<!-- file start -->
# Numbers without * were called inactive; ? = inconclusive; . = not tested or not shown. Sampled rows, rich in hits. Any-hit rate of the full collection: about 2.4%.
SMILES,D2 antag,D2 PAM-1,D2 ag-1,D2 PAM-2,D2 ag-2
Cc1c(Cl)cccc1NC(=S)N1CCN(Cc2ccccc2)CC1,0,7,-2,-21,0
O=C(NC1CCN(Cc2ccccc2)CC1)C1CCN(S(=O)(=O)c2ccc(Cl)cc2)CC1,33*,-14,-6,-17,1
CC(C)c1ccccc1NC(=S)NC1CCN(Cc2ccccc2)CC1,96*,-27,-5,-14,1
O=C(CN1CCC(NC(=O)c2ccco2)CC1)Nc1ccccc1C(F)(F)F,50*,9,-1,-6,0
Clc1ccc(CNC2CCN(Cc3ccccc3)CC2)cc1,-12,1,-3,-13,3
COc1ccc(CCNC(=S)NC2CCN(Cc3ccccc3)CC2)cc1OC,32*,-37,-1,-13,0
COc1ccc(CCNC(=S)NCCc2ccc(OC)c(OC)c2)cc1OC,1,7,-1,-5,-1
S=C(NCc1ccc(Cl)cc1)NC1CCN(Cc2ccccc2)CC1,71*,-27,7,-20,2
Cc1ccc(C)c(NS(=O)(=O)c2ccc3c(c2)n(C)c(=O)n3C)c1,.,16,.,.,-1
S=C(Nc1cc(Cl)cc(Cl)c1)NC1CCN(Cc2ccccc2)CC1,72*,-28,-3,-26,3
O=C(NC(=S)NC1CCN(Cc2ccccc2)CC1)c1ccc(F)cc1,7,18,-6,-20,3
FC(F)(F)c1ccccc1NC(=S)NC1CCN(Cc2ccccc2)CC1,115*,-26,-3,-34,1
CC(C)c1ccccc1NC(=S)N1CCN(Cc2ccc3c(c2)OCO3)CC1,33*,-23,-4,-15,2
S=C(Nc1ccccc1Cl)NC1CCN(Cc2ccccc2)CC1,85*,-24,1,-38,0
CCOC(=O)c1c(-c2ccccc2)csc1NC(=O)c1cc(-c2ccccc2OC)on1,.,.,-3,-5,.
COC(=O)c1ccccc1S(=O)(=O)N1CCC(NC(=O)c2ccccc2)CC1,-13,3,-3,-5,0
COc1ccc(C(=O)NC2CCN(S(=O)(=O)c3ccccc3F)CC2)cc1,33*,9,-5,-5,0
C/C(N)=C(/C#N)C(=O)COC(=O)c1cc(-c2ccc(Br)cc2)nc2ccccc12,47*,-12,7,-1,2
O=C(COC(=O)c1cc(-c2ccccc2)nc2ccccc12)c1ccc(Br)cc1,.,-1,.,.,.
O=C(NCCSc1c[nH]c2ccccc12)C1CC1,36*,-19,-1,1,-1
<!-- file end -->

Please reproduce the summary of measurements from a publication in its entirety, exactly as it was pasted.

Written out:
# Numbers without * were called inactive; ? = inconclusive; . = not tested or not shown. Sampled rows, rich in hits. Any-hit rate of the full collection: about 2.4%.
SMILES,D2 antag,D2 PAM-1,D2 ag-1,D2 PAM-2,D2 ag-2
Cc1c(Cl)cccc1NC(=S)N1CCN(Cc2ccccc2)CC1,0,7,-2,-21,0
O=C(NC1CCN(Cc2ccccc2)CC1)C1CCN(S(=O)(=O)c2ccc(Cl)cc2)CC1,33*,-14,-6,-17,1
CC(C)c1ccccc1NC(=S)NC1CCN(Cc2ccccc2)CC1,96*,-27,-5,-14,1
O=C(CN1CCC(NC(=O)c2ccco2)CC1)Nc1ccccc1C(F)(F)F,50*,9,-1,-6,0
Clc1ccc(CNC2CCN(Cc3ccccc3)CC2)cc1,-12,1,-3,-13,3
COc1ccc(CCNC(=S)NC2CCN(Cc3ccccc3)CC2)cc1OC,32*,-37,-1,-13,0
COc1ccc(CCNC(=S)NCCc2ccc(OC)c(OC)c2)cc1OC,1,7,-1,-5,-1
S=C(NCc1ccc(Cl)cc1)NC1CCN(Cc2ccccc2)CC1,71*,-27,7,-20,2
Cc1ccc(C)c(NS(=O)(=O)c2ccc3c(c2)n(C)c(=O)n3C)c1,.,16,.,.,-1
S=C(Nc1cc(Cl)cc(Cl)c1)NC1CCN(Cc2ccccc2)CC1,72*,-28,-3,-26,3
O=C(NC(=S)NC1CCN(Cc2ccccc2)CC1)c1ccc(F)cc1,7,18,-6,-20,3
FC(F)(F)c1ccccc1NC(=S)NC1CCN(Cc2ccccc2)CC1,115*,-26,-3,-34,1
CC(C)c1ccccc1NC(=S)N1CCN(Cc2ccc3c(c2)OCO3)CC1,33*,-23,-4,-15,2
S=C(Nc1ccccc1Cl)NC1CCN(Cc2ccccc2)CC1,85*,-24,1,-38,0
CCOC(=O)c1c(-c2ccccc2)csc1NC(=O)c1cc(-c2ccccc2OC)on1,.,.,-3,-5,.
COC(=O)c1ccccc1S(=O)(=O)N1CCC(NC(=O)c2ccccc2)CC1,-13,3,-3,-5,0
COc1ccc(C(=O)NC2CCN(S(=O)(=O)c3ccccc3F)CC2)cc1,33*,9,-5,-5,0
C/C(N)=C(/C#N)C(=O)COC(=O)c1cc(-c2ccc(Br)cc2)nc2ccccc12,47*,-12,7,-1,2
O=C(COC(=O)c1cc(-c2ccccc2)nc2ccccc12)c1ccc(Br)cc1,.,-1,.,.,.
O=C(NCCSc1c[nH]c2ccccc12)C1CC1,36*,-19,-1,1,-1